Crash Nitro Kart (PS2, GCN, XBX)


Crash Bandicoot is in the minds of both mainstream and veteran gamers thanks to the excellent remasterings of Crash Bandicoot 1-3 on the PlayStation 4, attesting to the fact that Crash still has it in terms of nostalgia, popularity, and hype, evidenced by its sales figures. It's important to note that even though Crash 1-3 and, of course the marvelous Crash Team Racing, are tremendous games, later ones that didn't involve Sony or Naughty Dog weren't all awful. For example, how about Crash Nitro Kart--a game that definitely had influence from Crash Team Racing, including the formula, the structure of the story mode, the modes, and similar kart handling! Crash Nitro Kart had excellently designed levels with creative opportunities to take daring shortcuts, pass by opponents, and make any racer regret getting on the same racetrack as you! Though not featuring as many courses as CTR, Crash Nitro Kart did have some new tricks up its collective sleeve. Perhaps the game was unfairly compared to Crash Team Racing, which to be fair is only one of the best mascot racing games of all time, but don't sleep on the opportunity to give Crash Nitro Kart a chance.

Jak and Daxter: The Lost Frontier (PS2, PSP)


After a small absence, Jak and Daxter returned, but this time to the small screen. Well, the small screen in the sense that it first released on the PlayStation Portable before shortly after getting ported to the PlayStation 2 where players hopefully had a bigger TV than their PSPs. Regardless, original developer for the series, Naughty Dog, had since moved far away from Jak, Daxter, and the world they created (and also the edgy crap from Jak II and on that they felt was needed). Thus, a different developer took the role of creating the fourth chapter in the series, The Lost Frontier. Many find this a lesser entry in the Jak and Daxter franchise for various reasons. Some thought it didn't have the same stakes as the original games, some didn't like the lower budget compared to the PS2 trilogy, while others were stupid in thinking that if Naughty Dog didn't grace the game with their amazing, ungodly talent (don't get me wrong--they make great games, but they are far from perfect), then it wasn't a good game. On the other hand, I enjoyed this bite-sized outing with Jak and his wisecracking ottsel companion, running and gunning, blasting away at baddies, and even flight mission segments that were fantastic and broke up the action.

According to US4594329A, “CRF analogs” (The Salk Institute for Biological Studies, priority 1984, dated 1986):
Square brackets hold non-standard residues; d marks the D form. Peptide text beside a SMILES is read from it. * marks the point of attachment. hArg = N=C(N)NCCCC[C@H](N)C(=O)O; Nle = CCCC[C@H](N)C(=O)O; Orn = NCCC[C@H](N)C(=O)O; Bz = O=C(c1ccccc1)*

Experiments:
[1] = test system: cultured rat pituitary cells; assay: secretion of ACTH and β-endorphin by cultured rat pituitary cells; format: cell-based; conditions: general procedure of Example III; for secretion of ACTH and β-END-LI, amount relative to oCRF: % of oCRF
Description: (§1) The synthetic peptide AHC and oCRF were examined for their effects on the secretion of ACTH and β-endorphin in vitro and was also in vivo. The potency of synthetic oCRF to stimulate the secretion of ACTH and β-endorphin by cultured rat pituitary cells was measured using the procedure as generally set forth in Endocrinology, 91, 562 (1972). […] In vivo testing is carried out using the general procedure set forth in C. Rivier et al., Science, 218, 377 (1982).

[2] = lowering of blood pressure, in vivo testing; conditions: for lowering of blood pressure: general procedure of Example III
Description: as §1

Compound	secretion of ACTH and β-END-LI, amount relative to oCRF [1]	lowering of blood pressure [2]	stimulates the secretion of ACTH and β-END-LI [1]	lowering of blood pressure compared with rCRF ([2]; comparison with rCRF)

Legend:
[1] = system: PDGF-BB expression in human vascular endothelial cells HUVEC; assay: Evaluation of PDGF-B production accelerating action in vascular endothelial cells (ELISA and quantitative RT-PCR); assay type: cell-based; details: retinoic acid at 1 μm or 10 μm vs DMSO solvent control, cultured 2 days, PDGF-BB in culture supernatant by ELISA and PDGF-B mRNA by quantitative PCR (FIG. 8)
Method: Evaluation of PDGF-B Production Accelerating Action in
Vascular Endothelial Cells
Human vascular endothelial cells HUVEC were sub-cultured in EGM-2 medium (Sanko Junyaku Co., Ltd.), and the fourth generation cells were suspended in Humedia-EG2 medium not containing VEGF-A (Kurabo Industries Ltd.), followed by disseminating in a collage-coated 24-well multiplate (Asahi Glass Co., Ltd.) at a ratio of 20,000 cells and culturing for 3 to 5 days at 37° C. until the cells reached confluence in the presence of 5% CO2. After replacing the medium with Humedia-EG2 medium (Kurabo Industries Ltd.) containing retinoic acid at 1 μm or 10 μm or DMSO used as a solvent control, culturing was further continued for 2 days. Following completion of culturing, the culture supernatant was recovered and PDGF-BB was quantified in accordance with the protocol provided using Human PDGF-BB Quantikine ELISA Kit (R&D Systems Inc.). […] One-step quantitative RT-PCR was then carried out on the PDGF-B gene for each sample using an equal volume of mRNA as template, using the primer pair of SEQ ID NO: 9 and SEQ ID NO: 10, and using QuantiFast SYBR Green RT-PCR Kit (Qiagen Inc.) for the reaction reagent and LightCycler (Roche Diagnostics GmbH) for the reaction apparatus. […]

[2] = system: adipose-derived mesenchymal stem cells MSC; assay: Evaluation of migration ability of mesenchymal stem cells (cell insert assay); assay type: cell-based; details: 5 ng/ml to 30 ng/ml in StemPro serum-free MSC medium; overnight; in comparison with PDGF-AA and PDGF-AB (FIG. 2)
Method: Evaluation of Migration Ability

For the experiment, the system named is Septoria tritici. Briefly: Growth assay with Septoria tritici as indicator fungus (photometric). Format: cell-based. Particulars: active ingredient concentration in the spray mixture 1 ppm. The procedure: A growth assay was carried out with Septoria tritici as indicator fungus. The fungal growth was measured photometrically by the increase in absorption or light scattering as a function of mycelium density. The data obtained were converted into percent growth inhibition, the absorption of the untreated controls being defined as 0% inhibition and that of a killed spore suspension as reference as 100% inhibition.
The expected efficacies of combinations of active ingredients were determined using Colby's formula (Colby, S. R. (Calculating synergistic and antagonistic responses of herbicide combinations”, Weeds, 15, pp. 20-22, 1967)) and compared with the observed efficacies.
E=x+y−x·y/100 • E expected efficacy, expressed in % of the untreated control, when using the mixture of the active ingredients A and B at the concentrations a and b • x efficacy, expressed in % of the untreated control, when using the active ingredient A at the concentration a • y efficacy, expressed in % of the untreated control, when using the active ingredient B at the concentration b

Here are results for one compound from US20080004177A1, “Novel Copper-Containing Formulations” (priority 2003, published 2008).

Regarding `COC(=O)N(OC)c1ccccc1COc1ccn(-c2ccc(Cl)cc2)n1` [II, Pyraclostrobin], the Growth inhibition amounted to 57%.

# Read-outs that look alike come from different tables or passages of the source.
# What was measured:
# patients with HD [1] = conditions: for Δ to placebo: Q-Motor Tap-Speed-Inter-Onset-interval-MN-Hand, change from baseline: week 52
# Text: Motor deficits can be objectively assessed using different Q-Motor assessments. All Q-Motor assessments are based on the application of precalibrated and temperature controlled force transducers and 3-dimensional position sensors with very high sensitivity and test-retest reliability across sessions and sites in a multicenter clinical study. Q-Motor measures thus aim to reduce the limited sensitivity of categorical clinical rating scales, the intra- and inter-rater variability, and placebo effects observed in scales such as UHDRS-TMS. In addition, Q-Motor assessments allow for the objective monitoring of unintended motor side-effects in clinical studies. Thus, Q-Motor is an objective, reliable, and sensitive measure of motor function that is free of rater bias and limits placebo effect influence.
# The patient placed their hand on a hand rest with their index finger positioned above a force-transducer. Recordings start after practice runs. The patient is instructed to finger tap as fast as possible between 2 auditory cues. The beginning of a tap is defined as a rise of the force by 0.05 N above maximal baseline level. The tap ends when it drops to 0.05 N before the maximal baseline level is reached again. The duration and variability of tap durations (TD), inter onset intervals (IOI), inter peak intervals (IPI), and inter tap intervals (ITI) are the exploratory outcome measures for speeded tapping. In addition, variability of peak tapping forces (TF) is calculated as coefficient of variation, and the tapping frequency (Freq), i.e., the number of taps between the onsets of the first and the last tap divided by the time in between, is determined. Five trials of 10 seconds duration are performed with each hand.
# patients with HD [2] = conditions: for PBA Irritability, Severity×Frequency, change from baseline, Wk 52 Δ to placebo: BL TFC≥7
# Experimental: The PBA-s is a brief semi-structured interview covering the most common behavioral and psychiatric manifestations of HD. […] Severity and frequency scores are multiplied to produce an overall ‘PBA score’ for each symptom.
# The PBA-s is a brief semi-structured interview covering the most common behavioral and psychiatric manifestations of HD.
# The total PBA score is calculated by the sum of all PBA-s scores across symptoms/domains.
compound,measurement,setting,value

Castlevania Judgment (Wii)


With the recent release of its own limited Netflix series, Castlevania is once again on the minds of many, after being in MIA status for several years. There is no better time to talk about one of the more frowned upon Castlevania games in the series than now! Let's get all of the stuff from Castlevania Judgment that I agree was bad out of the way first: the character redesigns were oftentimes laughable, the implementation of motion controls was terrible (though one could use the Classic Controller for much better precision), and the camera could certainly be more of an enemy than the character you were fighting. However, there were still aspects about Castlevania Judgment that I really enjoyed, such as the character roster and variety, the story mode, the visual for the time (and for the Wii, of course), the rockin' remixes of past Castlevania themes included in the game, the fighting in general (albeit basic), and smaller things that added up to a 3D arena fighter than I overall liked--liked, not loved.

Killer7 (PS2, GCN)


Do you remember the Capcom Five? It was initially a group of five exclusives from Capcom set to release solely on the Nintendo GameCube. Whether a failure of communication or poor planning, only one of these titles actually became exclusive to the GameCube and it was a commercial and critical bomb (P.N. 03), one was cancelled outright (Dead Phoenix) and the others were either given late ports with added content (Resident Evil 4 and Viewtiful Joe), or released at the same time as is the case with Killer7. Killer7 was a psychological thriller with quite polarizing opinions about it. A blend of first-person aiming and shooting with third-person exploration, Killer7's uniqueness laid in its insane story and limited movement capabilities. Instead of being able to roam around, players were forced to move along predetermined paths through levels. Regardless of criticisms to the game, Killer7 has since received a bit of a cult following, as well as it bringing director Suda 51 to a grander audience with clout than ever before in his career.